Do people do well if they want to, or if they can?

The phrase, people do well if they can, has been echoing in my head for the past few weeks. It’s a new way of thinking about others.

My upbringing included the “work hard and don’t complain” belief.  One of its underlying messages was that people do well if they want to.  That meant if you didn’t do well, there was something wrong with you. You were lazy. You didn’t try hard enough. You didn’t want to. You chose not to do well.

I suspect that I’m not alone in this.  I can see it clearly in how our society deals with people in our homes, in our workplaces and on the streets.

What if we switched the script? 

Dr. Ross Greene, author of The Explosive Child and Lost at School, has done just that.  He believes that people do well if they can. Under the leadership of Shelley Woon, our district is beginning to try to change the script as well. Educators are using Greene’s ideas with children in classrooms to create environments where they can do well. We start with this idea that students want to be successful, to be happy, and to do well. If they aren’t, we try to figure out what is missing for them and what we can do to help. It’s not about children choosing to behave well or trying harder.

But it’s not just about our kids.  It’s about all the people we serve.

I’m thinking about the employee whose attendance is very irregular. Or the dad who comes in to the office yelling about a situation. Or anyone else whose actions seem problematic to you. Understanding what is behind someone’s behaviour is an important part of working with them. It doesn’t mean that we accept the behaviour or want them to shirk their responsibility, simply that there has to be more to it than someone who doesn’t feel like doing well.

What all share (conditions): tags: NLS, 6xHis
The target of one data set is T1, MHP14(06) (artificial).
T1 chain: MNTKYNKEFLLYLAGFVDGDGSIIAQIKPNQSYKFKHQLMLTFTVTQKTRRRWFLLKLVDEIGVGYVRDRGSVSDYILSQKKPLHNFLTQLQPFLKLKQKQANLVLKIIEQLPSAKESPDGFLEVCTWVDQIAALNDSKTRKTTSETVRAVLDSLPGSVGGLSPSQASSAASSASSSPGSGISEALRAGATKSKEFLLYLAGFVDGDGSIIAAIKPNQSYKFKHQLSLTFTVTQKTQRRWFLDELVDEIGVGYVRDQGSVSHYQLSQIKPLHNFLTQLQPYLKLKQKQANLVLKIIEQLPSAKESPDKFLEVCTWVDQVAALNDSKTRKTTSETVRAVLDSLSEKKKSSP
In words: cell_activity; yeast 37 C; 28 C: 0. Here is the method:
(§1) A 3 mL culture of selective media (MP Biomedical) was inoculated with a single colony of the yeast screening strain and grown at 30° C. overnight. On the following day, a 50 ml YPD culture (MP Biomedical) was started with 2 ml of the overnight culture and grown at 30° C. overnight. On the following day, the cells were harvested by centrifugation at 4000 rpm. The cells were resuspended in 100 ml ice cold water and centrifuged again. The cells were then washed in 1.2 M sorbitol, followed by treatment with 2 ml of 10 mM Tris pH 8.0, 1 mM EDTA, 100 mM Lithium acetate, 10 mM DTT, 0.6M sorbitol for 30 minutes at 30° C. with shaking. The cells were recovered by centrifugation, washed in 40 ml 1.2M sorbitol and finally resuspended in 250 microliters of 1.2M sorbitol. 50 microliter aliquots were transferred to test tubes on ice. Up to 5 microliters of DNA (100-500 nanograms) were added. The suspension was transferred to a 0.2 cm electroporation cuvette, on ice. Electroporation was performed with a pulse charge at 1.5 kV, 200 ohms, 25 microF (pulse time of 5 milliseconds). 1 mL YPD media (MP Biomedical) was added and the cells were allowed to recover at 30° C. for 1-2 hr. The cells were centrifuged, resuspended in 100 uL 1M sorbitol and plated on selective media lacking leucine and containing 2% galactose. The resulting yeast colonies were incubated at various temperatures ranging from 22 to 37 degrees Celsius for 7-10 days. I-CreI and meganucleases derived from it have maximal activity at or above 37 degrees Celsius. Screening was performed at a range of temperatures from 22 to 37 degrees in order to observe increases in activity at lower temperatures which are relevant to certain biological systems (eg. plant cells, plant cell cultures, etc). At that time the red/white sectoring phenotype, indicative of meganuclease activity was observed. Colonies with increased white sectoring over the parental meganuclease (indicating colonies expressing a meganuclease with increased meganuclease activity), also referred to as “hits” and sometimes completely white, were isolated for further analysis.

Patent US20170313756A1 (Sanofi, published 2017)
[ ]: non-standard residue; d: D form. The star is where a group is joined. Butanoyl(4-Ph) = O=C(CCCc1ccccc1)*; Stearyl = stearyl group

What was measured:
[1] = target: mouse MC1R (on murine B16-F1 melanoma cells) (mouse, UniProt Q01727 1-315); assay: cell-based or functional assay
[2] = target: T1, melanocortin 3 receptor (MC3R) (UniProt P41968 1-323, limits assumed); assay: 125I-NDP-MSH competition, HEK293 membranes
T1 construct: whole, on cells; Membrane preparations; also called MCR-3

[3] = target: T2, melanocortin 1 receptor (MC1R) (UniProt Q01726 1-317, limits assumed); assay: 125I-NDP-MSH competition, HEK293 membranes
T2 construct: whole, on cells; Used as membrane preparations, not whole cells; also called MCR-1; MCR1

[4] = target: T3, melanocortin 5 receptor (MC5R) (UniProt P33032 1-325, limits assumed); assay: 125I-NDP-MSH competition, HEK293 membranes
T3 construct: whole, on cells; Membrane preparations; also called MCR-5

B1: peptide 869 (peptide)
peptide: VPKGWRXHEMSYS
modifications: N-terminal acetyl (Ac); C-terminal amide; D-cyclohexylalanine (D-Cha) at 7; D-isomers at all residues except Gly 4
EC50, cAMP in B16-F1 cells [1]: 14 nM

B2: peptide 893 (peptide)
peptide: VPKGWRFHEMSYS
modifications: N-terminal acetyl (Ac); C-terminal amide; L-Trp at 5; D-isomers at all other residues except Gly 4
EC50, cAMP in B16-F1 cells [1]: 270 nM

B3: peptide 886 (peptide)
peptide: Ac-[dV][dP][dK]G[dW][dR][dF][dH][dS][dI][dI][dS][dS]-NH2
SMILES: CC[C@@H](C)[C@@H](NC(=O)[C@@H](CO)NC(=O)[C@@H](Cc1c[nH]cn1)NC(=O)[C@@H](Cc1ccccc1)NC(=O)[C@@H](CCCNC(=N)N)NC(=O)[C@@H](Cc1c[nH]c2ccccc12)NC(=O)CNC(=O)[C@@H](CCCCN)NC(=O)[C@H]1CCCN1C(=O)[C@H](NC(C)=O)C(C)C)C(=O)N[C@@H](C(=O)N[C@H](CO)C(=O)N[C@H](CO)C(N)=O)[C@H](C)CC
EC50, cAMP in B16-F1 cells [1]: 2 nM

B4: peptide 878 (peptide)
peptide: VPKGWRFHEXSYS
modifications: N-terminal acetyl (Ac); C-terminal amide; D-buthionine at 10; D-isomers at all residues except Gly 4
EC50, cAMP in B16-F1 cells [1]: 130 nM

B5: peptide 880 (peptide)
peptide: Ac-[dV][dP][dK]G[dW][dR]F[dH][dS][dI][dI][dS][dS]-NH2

If I believe that people do well if they can, what part can I play in creating an environment for them to do so?


3 Responses to “Do people do well if they want to, or if they can?”

  1. Sue, I love how our Board has taken Greene’s belief that “children do well if they can,” and have applied it to all “people.” I’ve been thinking a lot about these words this year as well, especially as I look at solving problems in the classroom (yes, right now, my focus is more on the child component). To create this kind of environment, I think that the key is “time”: taking the time to really understand the person’s point of view and collaborate on a solution. It’s also be proactive: investing the time prior to a big problem, so that we can avoid the problem in the first place. How do we make sure that we find and invest this time, so that all people can “do well?”


    1. Perhaps it’s not about solving problems, but an approach that expands the conversation to include everyone and their viewpoints, including all adults.

      1. I can see what you’re saying here, Sue. I think that we still want a solution, but instead of having the pre-planned solution, we’re really digging deeper into what’s causing the problem and solving it together. It’s about hearing all of the varied voices, I think (including those that aren’t always heard). Thoughts?


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